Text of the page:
"Insured" Duo for Value Investors
08/17/2016 7:00 am EST
Jason Clark and Chris Quigley — contributing editors to John Buckingham's The Prudent Speculator — remain fans of two leading life and health insurance outfits. Here's the latest from these leading value investors.
Life and health insurer Prudential Financial (PRU) posted earnings per share of $1.84, versus the $2.50 estimate in fiscal Q2 2016.
Despite having solid operating results, including good sales and flows in the U.S. and abroad, non-cash adjustments to actuarial assumptions in the Individual Life business pulled earnings down by more than $0.60 per share.
Japan grew at a 7% rate on a constant-currency basis, even though the ultra-low interest rate environment continues to wear on PRU, necessitating “aggressive product and pricing actions.”
We remain fans of Prudential and its diversified revenue mix. While operating headwinds aren’t going away, we still believe PRU will be a long-term winner, helped by management’s careful navigation of this challenging operating environment.
Prudential Finance shares trade at less than 8 times forward earnings estimates and currently yield 3.7%.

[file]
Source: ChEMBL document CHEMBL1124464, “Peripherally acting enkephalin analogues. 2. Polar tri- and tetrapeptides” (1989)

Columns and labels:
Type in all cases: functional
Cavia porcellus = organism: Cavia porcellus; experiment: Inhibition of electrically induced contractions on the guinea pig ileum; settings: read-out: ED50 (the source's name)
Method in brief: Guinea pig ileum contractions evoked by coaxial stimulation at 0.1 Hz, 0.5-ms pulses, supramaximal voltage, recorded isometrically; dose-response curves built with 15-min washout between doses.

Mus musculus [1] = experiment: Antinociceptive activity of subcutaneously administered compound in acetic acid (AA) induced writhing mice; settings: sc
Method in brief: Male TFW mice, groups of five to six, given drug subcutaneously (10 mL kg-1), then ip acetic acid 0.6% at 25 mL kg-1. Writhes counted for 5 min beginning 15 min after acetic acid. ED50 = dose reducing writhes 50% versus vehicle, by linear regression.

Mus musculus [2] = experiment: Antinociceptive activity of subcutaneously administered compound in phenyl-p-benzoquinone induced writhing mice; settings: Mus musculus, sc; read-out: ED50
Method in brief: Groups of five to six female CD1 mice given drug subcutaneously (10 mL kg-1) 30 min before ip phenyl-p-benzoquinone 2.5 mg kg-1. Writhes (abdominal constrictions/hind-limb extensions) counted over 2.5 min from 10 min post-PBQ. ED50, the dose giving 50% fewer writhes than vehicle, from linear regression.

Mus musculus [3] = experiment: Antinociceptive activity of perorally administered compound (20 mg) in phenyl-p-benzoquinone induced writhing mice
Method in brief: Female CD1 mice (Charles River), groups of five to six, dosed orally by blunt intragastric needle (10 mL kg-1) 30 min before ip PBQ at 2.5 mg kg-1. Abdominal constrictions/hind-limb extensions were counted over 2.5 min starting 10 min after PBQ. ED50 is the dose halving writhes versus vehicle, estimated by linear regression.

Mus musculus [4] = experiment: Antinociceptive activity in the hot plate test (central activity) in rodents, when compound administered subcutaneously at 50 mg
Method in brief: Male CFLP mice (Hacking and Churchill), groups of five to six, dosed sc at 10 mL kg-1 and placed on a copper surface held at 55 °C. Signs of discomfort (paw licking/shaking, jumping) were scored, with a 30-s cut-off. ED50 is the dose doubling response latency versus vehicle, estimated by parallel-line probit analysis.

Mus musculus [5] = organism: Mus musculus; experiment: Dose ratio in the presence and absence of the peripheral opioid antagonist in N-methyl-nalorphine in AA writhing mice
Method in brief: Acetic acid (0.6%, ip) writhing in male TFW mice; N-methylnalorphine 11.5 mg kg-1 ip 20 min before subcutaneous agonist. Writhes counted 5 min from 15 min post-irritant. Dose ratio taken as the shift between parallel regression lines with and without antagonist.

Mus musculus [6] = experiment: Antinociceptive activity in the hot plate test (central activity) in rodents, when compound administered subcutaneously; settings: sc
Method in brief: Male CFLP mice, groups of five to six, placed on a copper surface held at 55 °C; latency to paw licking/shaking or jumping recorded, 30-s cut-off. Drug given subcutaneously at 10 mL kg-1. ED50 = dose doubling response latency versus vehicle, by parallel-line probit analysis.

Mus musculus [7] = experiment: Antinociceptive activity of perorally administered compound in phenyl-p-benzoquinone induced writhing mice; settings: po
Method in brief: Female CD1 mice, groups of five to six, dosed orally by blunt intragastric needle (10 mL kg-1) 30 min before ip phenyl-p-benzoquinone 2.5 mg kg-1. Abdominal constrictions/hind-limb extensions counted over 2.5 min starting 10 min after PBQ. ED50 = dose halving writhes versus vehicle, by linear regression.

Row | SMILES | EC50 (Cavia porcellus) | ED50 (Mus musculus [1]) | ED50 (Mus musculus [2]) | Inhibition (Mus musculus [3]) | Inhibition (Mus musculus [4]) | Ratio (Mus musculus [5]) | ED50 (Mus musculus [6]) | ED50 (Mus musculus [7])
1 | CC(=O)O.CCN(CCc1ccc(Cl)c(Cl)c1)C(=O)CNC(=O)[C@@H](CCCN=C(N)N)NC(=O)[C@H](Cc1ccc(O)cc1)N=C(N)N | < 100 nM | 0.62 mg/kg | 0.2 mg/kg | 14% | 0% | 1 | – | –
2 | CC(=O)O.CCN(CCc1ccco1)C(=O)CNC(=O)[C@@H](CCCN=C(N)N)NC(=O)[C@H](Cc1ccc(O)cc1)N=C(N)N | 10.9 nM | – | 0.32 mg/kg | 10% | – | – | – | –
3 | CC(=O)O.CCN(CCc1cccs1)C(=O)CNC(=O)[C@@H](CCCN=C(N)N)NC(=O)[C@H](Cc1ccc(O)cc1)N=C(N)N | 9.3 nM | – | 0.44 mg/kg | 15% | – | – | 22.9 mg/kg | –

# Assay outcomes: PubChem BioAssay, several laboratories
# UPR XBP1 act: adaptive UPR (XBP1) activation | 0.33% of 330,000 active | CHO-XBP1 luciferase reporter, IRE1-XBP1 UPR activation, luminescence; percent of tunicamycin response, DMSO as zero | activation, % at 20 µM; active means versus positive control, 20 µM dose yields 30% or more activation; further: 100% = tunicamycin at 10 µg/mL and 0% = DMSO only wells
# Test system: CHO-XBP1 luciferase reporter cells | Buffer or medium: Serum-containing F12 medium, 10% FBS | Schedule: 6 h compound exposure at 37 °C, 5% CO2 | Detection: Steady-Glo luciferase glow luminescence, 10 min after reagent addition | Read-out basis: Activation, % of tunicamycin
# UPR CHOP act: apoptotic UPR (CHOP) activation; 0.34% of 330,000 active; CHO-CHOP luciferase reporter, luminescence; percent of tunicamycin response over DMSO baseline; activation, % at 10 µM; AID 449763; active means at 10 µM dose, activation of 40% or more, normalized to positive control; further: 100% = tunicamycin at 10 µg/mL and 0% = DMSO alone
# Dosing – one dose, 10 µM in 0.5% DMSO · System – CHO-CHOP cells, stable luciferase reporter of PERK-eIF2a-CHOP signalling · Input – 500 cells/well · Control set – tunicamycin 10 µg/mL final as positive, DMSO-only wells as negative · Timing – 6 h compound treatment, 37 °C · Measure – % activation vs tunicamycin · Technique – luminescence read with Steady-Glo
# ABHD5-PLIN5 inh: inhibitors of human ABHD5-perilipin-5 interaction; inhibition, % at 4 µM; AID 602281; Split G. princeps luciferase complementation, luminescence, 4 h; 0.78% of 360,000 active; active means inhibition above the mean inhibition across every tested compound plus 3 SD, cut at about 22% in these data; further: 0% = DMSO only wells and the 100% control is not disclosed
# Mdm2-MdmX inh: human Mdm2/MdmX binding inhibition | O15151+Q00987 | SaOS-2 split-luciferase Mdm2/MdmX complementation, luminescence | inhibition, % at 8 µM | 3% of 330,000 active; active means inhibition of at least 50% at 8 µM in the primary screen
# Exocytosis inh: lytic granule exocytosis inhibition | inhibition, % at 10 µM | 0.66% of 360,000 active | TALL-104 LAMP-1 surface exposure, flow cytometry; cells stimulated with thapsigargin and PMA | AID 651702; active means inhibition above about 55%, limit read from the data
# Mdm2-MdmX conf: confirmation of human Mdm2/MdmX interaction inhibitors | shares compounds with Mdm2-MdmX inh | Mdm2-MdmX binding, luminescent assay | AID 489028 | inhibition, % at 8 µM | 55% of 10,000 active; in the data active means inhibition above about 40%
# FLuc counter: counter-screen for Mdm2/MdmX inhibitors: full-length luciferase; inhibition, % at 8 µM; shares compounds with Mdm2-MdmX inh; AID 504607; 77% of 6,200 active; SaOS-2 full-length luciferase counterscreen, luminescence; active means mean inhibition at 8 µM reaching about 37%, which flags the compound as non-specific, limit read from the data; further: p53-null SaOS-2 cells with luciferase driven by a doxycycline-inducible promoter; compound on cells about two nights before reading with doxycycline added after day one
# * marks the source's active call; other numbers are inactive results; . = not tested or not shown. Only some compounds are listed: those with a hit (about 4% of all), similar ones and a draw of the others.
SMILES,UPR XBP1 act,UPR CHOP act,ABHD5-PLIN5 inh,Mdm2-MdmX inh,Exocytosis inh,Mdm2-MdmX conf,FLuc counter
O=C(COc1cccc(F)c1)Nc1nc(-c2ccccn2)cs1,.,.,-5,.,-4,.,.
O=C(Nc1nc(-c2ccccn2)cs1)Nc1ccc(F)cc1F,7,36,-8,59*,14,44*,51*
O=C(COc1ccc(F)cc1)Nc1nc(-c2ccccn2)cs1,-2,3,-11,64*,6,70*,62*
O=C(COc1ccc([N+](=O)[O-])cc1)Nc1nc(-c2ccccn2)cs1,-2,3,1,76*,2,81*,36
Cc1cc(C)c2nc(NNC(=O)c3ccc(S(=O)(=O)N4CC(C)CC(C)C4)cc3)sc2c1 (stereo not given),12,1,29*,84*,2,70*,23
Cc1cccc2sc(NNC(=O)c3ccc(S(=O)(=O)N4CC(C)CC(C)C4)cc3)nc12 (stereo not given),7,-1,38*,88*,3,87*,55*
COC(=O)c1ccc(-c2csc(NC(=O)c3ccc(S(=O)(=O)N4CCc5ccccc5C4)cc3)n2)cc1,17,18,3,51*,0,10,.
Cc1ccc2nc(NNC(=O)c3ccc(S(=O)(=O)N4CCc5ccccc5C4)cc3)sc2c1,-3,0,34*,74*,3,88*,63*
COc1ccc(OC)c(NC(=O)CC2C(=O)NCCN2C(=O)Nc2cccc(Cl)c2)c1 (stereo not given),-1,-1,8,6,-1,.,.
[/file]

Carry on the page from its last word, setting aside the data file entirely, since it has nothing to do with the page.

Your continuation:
MetLife (MET) saw its shares tumbled some 10% after the life and health insurer said it earned $0.83 per share in fiscal Q2 2016 (vs. $1.35 est.). MET took a $2 billion non-cash charge related to a review of its variable annuity business.
The company plans to sell, spin-off or IPO its US Retail segment, which MET will refer to as Brighthouse Financial going forward. We continue to be supportive of the decision to separate a “substantial portion” of the domestic retail operations.
While share buybacks are legally required to be put on hold until the details of the corporate action are ironed out, we believe that the long-term upside from the reorganization is significant.
Management expects MET's battle in the U.S. District Court for the District of Colombia over the non-bank SiFi (Systematically Important Financial Institution) designation to trudge on for a while longer, forcing the company to operate at a competitive disadvantage until a decision is reached.
Of course, even absent any financial engineering, we think MET is significantly undervalued as the shares change hands at 7.3 times earnings and 60% of book value, while the stock yields a generous 3.9%.
By Chris Quigley, Contributing Editor to The Prudent Speculator
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